Researchers at Colorado State University are forecasting a well below-average Atlantic hurricane season in 2015. The forecast calls for seven named storms during the Atlantic hurricane season. Of those seven named storms, researchers expect three to become hurricanes and one to reach major hurricane strength (Saffir/Simpson category 3-4-5) with sustained winds of 111 miles per hour or greater.
The forecast also downgrades the probability of major hurricanes making landfall on U.S. soil from the historical average of 52% to only 28% for 2015. Regionally, the forecast predicts only a 15% chance of a hurricane making landfall on the U.S. East Coast including the Florida peninsula (the average for the last century was 31%). A 15% landfall chance is also forecast for the U.S. Gulf of Mexico coast.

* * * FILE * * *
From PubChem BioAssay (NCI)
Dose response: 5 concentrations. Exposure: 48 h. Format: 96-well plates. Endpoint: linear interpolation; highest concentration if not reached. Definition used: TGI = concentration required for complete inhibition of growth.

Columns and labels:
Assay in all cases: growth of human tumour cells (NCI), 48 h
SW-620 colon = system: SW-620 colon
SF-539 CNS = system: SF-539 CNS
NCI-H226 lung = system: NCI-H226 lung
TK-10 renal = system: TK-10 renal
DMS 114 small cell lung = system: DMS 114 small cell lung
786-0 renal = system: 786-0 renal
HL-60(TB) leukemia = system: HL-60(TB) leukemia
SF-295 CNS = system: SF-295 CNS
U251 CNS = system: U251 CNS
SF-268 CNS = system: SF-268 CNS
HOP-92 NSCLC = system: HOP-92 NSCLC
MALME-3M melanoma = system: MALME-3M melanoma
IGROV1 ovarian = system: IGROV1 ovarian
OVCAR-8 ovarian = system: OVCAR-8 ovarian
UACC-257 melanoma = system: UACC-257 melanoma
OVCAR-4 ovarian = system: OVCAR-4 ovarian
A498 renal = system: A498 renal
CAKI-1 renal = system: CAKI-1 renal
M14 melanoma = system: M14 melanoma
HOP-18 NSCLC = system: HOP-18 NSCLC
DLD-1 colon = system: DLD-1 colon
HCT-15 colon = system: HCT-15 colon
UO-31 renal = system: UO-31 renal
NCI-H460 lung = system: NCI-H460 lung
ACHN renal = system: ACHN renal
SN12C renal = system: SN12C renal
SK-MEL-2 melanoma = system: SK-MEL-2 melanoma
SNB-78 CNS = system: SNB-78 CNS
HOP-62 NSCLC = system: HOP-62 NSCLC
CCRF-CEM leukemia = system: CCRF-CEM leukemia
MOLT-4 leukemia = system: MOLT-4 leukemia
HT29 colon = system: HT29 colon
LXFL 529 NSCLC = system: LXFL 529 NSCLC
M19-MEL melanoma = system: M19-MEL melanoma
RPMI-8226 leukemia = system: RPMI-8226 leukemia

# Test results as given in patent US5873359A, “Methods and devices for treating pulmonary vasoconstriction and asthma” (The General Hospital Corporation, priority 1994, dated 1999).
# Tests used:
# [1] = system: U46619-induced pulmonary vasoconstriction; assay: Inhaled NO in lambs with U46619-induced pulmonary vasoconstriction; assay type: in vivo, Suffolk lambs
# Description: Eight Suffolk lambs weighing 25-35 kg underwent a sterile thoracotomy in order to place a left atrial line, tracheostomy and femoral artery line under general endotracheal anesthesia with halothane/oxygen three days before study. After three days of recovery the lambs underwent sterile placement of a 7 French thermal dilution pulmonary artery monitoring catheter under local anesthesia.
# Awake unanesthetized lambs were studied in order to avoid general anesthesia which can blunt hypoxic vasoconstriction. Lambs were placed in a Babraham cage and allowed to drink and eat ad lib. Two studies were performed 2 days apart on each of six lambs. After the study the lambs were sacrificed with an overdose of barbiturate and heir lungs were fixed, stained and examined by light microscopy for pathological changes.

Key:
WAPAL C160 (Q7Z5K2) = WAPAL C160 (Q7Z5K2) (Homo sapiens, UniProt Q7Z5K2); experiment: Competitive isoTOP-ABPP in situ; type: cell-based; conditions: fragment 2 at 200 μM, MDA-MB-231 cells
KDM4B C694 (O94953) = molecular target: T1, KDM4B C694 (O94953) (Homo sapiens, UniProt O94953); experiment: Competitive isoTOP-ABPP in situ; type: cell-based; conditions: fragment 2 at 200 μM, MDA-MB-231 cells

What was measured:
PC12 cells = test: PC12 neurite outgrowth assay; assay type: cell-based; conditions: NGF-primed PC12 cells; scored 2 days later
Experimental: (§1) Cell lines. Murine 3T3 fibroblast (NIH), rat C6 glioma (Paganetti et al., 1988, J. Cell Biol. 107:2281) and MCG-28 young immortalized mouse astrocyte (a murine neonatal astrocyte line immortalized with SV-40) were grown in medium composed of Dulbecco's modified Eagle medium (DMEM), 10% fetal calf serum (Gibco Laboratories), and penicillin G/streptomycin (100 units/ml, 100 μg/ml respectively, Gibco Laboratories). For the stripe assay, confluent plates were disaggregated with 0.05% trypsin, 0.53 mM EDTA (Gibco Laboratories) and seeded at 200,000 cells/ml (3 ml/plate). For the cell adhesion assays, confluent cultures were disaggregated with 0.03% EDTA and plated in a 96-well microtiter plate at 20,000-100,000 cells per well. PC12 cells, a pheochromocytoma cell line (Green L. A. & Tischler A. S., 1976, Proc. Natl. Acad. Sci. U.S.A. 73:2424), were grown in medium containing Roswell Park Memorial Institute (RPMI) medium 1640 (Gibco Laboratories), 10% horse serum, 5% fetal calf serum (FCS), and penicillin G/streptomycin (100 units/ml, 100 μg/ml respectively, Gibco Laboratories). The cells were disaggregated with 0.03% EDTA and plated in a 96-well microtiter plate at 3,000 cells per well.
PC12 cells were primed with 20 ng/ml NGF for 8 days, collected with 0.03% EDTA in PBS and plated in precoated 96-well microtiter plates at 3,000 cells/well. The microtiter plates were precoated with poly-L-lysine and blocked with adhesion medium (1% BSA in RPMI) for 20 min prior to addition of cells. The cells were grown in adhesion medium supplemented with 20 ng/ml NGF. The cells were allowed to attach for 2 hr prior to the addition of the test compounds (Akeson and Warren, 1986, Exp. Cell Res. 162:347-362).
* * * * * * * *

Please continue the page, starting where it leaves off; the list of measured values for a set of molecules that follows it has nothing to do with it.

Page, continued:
Based on historical data, the 2015 season is exhibiting characteristics similar to the 1957, 1987, 1991, 1993 and 2014 hurricane seasons, all of which had below-normal activity, said Phil Klotzbach, lead author of the report.
“The tropical Atlantic has anomalously cooled over the past several months, and the chances of a moderate to strong El Niño event this summer and fall appear to be quite high,” Klotzbach said. “Historical data indicate fewer storms form in these conditions.”
But despite the below average forecast, Klotzbach cautioned coastal residents to take the proper precautions. “It takes only one landfall event near you to make this an active season,” he said.
Here are the 2015 Atlantic Hurricane Season names:
Image Credit: NASA/NOAA